When Yang visited Jinshan, he thought that the field in Jinshan would be beautiful if there were no pesticides and fertilizers. Yang’s proposal to develop unpolluted natural farms was welcomed by the local youth, the cultural and historical workers, and some farm owners. Yang and his company gradually became the spokesman for Jinshan’s sustainable development, eventually causing TEEF’s withdrawal from the area.
Yang’s idea on sustainable farming is to challenge the low pricing strategy dictated by wholesalers. He advocated the importance for farmers to control and expand sales channels, along with building direct producer-consumer relationships. To achieve the goal, he came up with several business models to improve the confidence and autonomy of the peasants by changing how people perceived “farms” and foods.
Combining this marketing strategy with his organic agriculture experience, Yang established a small company aiming to develop safe and non-toxic rice products. Their business includes hosting farmers’ markets to expand sales channels, educating the public on food justice, and creating a platform of consultation and communication between farmers and consumers. For Yang and his supporters, the farmland represents an agri-food system more than a wild ecosystem.
Yang Ru-Men and his company hope that their rice and other crops can sell for better prices by providing an “eco-friendly” label on their products. However, the labeling requires the approval of the green conservation regulation. The green conservation regulation applies pesticide-free principles to not just the agricultural products, but also the entire environment where the products are grown. One of the indicators is the appearance of specific species, such as the masked civet (白鼻心) in this screenshot of the video.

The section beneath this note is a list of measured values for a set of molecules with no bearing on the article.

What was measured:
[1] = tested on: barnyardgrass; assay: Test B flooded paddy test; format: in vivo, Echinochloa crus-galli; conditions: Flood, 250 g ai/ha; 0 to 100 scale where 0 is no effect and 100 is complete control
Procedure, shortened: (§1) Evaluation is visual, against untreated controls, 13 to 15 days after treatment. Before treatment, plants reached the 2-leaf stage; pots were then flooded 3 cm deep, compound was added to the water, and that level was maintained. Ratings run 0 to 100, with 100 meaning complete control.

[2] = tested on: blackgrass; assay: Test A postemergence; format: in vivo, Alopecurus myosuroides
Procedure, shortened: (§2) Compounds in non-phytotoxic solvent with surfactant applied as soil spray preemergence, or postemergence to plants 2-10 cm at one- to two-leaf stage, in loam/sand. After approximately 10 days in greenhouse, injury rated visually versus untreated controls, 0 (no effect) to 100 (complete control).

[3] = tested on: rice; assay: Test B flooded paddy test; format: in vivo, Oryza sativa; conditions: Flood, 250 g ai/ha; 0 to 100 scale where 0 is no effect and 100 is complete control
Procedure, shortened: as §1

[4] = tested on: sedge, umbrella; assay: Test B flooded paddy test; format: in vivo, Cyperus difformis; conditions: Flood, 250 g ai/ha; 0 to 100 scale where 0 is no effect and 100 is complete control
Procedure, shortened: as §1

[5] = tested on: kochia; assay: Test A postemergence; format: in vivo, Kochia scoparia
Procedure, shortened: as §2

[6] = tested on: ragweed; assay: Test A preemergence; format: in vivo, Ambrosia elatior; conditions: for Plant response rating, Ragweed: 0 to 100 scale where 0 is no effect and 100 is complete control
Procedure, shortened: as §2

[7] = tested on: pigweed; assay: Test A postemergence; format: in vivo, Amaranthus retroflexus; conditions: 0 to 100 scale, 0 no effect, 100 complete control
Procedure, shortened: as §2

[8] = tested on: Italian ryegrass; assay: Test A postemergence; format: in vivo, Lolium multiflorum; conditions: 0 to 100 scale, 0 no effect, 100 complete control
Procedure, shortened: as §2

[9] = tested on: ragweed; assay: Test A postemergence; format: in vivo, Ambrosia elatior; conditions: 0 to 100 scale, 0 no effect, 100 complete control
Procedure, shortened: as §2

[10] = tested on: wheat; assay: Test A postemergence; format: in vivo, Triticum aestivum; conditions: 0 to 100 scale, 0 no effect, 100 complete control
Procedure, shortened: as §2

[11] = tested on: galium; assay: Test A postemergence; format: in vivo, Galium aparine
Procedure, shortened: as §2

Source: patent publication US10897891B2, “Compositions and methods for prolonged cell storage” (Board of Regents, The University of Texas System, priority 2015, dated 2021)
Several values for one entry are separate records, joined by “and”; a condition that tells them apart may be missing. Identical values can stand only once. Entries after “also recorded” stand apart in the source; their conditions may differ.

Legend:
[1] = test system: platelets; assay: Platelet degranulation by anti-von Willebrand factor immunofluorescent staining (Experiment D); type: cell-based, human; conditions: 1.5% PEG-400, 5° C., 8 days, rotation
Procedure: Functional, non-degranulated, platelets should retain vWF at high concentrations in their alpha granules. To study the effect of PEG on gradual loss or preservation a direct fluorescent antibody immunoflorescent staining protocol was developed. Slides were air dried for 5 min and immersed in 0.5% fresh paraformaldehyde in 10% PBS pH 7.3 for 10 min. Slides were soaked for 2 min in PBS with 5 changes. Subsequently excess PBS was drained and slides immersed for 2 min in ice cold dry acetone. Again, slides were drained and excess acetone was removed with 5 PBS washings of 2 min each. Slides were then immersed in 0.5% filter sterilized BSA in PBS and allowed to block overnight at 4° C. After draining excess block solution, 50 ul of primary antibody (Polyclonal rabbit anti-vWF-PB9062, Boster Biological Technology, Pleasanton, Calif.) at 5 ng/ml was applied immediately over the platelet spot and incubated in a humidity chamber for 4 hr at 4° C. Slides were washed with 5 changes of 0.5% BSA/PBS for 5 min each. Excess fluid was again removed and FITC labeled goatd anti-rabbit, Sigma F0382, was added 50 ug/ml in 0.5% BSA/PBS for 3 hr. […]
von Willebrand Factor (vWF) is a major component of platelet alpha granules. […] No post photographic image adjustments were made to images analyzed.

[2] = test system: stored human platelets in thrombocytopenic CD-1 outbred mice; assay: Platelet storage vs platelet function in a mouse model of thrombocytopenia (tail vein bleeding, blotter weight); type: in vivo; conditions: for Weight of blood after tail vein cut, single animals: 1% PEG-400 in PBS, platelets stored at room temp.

To achieve this goal, Yang partnered with the Bureau of Forestry and joined the Ecology Green Network, a national-level policy. This green network advocates social movements that revive suburban mountains into more organic and friendly environments for wild animals. Through the cooperation with Forestry Bureau, Yang and his company received a budget subsidy from the central government. Without the use of pesticides and chemical fertilizers, Yang’s team managed to preserve small clean ponds and waterways. Wild animals re-appeared in some farmlands tutored by Yang’s company, attracting zoologists and entomologists to conduct field studies and collect scientific data to study the rejuvenation of sensitive wildlife. Their non-toxic agriculture was renamed from environment-friendly into “eco-friendly” agriculture, which means wildlife and human activity can co-exist on the farm.
To summarize my photo essay, we can see that “nature” was discovered through specific perspectives and tools in a series of events. The farm is imagined by stakeholders who come from different political and economic backgrounds. And their imaginaries of farmlands result in further “sustainability,” which were manufactured in the practice of place-making. Sustainability has gradually evolved from economic growth, being in harmony with surroundings, and environmentally friendly farming into eco-friendly farming.